- Non-Economic Damages: Sometimes construction accidents harm you in intangible ways. You might have long-term pain and suffering, disability, and/or a disruption of your normal life. All those family vacations and soft ball games you had to miss can be included in this category. The law respects your right to compensation for these injuries through what is known under the law as non-economic damages.
- Punitive Damages: The law recognizes a form of punishment known as punitive damages. These are not meant to compensate a victim; rather, they are meant to punish defendants that act egregiously or extremely recklessly. Also, the hope is that this punishment will deter others from doing the same thing in the future. Examples of conduct worthy of punitive damages in construction settings include when managers knowingly allow employees to use unsafe equipment or knowingly allow them to drink alcohol on the job resulting in injury to others.
- Wrongful Death Damages: Unfortunately, construction workers sometimes die from accidents sustained on the worksite. When they do, their families and loved ones suffer unique injuries because of this terrible loss including lost financial support, lost consortium, lost companionship, and burial and funeral expenses.
Types of Claimsfor Injured Illinois Construction Workers
Generally, construction accident victims want to know what their case will look like and what form it will take. Here are the most common kinds of causes of action that they may file in civil court after enduring a construction injury:
- Negligence: Negligence actions claim that someone unreasonably breached a duty and that that breach injured the plaintiff enough to cause some damage. There are four elements to a negligence lawsuit: duty, breach, causation, and damage.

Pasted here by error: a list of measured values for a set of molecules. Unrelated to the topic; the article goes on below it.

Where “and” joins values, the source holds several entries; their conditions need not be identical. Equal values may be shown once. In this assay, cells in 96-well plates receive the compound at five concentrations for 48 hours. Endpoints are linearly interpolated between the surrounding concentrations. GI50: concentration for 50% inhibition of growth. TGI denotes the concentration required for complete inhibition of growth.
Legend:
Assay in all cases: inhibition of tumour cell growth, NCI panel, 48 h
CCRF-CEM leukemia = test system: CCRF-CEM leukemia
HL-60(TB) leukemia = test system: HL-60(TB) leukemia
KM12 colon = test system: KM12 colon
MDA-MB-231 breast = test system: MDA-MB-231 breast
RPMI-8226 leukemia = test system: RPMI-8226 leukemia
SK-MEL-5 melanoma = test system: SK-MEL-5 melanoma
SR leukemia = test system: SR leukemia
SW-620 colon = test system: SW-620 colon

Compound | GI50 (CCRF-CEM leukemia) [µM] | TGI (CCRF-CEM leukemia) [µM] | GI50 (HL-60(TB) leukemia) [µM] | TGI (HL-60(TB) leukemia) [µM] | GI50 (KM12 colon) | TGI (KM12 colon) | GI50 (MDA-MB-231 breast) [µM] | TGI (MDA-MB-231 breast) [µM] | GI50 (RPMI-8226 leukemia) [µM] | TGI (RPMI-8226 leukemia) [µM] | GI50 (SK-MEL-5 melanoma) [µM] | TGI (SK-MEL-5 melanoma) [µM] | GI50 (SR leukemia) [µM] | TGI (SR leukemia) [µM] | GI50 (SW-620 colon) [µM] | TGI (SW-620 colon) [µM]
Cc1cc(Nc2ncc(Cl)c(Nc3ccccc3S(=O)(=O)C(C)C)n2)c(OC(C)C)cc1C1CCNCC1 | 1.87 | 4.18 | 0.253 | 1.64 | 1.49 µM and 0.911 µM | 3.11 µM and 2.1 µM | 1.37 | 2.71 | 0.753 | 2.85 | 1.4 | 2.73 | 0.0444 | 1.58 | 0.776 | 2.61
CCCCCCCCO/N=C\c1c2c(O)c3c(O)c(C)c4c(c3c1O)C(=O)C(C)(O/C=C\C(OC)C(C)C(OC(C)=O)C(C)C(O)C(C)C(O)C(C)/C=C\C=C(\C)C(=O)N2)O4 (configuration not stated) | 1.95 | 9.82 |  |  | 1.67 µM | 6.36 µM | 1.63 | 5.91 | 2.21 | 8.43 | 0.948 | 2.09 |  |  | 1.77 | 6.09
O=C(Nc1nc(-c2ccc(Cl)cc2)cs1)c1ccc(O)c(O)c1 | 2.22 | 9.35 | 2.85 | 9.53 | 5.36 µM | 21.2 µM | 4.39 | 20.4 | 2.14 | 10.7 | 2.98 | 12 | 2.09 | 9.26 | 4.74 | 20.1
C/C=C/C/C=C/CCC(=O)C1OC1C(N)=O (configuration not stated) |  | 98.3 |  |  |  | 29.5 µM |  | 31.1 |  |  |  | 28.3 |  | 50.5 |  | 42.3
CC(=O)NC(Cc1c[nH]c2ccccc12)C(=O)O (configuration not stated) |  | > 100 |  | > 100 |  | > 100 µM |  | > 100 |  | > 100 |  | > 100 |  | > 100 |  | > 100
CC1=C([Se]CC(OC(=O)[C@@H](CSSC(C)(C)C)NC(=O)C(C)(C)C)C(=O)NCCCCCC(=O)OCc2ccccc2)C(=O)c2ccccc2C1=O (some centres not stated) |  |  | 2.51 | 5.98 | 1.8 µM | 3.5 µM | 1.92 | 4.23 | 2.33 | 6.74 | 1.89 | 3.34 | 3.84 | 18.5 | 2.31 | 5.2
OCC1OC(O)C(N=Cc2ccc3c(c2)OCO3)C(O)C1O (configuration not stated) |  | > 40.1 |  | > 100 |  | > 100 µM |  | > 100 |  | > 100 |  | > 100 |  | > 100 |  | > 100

- Products Liability: Products liability cases are unique in that they implicate strict liability. This means that the plaintiff need not exhibit that the defendant acted unreasonably or wrongfully. Rather, they simply must show that there was a defect in the design/making/instructions of the product, the plaintiff used it as intended, and the defect caused the plaintiff injury. Typically, these suits are brought against manufacturers, distributors, or retailers.
- Wrongful Death: Wrongful death actions allege that the defendant intended or negligently caused someone’s death and that the surviving family suffered injuries as a result including monetary or non-monetary losses.
- Workers’ Compensation: If you are injured in a construction accident while on the job, you can file a workers’ compensation claim, which will require your employer to compensate you subject to certain conditions. Under Worker’s Compensation laws in Illinois, you do not need to prove your employer was at fault. You simply need to prove you were working and became injured through the course of your employment. Call our Worker’s Compensation lawyers for more information on the types of compensation you can receive and whether you are eligible, as there are specific laws that apply to Worker’s Compensation claims.
And remember, even if you have a worker’s compensation claim, you may be able to recover compensation from third parties that may be at fault, such as a general contractor or other companies responsible for safety or products at the scene.
For a free consultation about your construction accident injury case, contact Joel Gould Law Offices today or call 773-281-8744. The Construction Accident Injury Lawyers at Joel Gould Law Offices handle cases in Chicago and throughout Illinois. They also work closely with some of the best personal injury and worker’s compensation attorneys across the country on cases in other states and jurisdictions.